Bistand og venstredrejning: En analyse af bistandsforholdet mellem USA og Bolivia i det nye årtusinde

Anne Buchardt Kronborg & Rikke Marie Rusborg

Student thesis: Master thesis


The Western hemisphere is characterised by a historical political and economical dominance by the United States. Bolivia has historically has been very dependent on aid and the U.S. has been one of the largest donors of aid to Bolivia, and has therefore had a considerable influence on the political and economic agenda in Bolivia. Bolivia’s socialist president Evo Morales, who was elected in 2005, and his Movement towards Socialism party (MAS) ran on a platform of three central elements: to ensure the economic and social inclusion of the indigenous population and to end the neoliberal economic policies implemented since the 1980es and the U.S. driven with the U.S. War on Drugs. Therefore, the economic and political reforms of the Morales government do not adhere to the interests of the United States. This gives us reason to presume that this development in Bolivia might have an effect on the aid relationship between the U.S. and Bolivia. Thus, the aim of this thesis is to examine the changes in U.S. aid policy towards Bolivia after the election in 2005 of Evo Morales as president of Bolivia and discuss how much these changes can be understood by looking at the left turn in Bolivia. In order to examine the United States’ interests and stakes in Latin America and how aid is used as a political instrument, our theoretical framework revolves around McKinley and Little’s theory of donor interest, which helps us understand why aid is granted the way it is, and the theoretical concepts of conditionality and selectivity, i.e. the extent of conditions that are tied to aid and which tells us how a donor country grants aid. This study is based on a historical comparative analysis of U.S. aid policy between 2001 and 2009 followed by an interpretation and discussion of the results of the analysis. By aid policy we mean the concrete amount and allocation of aid in addition to the political elements that lie within the aid, focusing particularly on conditionality. Our discussion is based on a discussion of which aspects of the political left turn could be seen as being in conflict with U.S. interests. Our empirical data consists of both quantitative and qualitative data from U.S. government reports and documents. As an introduction to the analysis, we frame the historical relationship between USA and Latin America in terms of foreign politics and politics regarding aid. Our main findings in the historical comparative analysis of U.S. aid to Bolivia in the period 2001- 2009, are that overall U.S. aid to Bolivia experienced a rise in the beginning of the period, but declined considerably between 2006 and 2009. The beginning of the period was characterised by a paramount focus on the efforts to fight coca production and drug trafficking, but in the later part of the period the focus shifted from drugs to good governance and democracy promotion. The entire period displays elements of conditionality, but the consequences of conditionality are especially clear in 2008, when Bolivia was excluded from several aid and cooperation programmes, the most notable being the Millennium Challenge Account initiative, to which Bolivia had initially been deemed eligible in 2004. After having discussed these changes can be understood by looking at the political left turn, we have found that they can be seen as a manifestation of a sharper tone on the part of the U.S. from the examples presented, we argue that there is a connection between the decrease in the total amount of aid and the shifted focus to good governance, and Evo Morales’ wish to break away from the U.S. induced policies in Bolivia for the past several years and apparent repugnance to carry on previous governments’ close cooperation with USA in the war against drugs. But we are also able to establish that other factors like the foreign politics pursued by the Bush Administration in general display an increased focus on good governance and democracy. Therefore, we are not able to give an unambiguous answer to what impact the political left turn has had on U.S. aid policy, but we can conclude that there are clear signs of a connection. We also see the overall left turn in Latin America that has resulted in a closer regional collaboration, as a possible sign that the region has become less dependent on USA both economically and politically, and this strengthening of the region politically combined with the presented examples of how Morales and the Government of Bolivia are breaking away from cooperation on U.S. terms can, in our view, be interpreted as having a connection with the changes in the aid relationship.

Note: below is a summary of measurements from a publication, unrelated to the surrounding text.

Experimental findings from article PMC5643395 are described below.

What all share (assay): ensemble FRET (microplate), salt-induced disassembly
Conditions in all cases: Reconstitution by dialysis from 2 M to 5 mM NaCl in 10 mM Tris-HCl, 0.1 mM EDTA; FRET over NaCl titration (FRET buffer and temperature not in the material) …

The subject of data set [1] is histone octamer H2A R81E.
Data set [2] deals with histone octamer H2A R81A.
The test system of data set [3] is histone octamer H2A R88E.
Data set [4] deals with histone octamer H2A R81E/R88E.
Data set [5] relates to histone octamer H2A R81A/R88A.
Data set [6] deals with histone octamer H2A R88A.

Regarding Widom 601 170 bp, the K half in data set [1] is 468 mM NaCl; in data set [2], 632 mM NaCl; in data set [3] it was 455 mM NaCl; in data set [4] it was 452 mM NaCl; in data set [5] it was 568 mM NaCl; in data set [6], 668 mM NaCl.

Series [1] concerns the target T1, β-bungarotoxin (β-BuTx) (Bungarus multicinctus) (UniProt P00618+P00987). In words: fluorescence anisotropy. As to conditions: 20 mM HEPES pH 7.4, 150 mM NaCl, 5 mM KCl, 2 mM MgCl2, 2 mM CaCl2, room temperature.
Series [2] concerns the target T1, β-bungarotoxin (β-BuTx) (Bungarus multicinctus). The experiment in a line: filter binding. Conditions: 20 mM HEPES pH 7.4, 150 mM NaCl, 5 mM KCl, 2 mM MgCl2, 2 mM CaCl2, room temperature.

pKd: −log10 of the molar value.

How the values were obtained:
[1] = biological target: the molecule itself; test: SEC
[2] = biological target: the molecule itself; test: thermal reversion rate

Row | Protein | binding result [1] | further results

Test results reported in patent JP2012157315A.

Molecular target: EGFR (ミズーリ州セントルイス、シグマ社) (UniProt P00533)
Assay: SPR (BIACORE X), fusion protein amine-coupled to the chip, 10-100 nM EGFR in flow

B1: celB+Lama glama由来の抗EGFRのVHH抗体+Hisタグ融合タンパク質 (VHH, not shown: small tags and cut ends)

EducationsMA in International Business Communication (Intercultural Marketing), (Graduate Programme) Final Thesis
Publication date2009
Number of pages100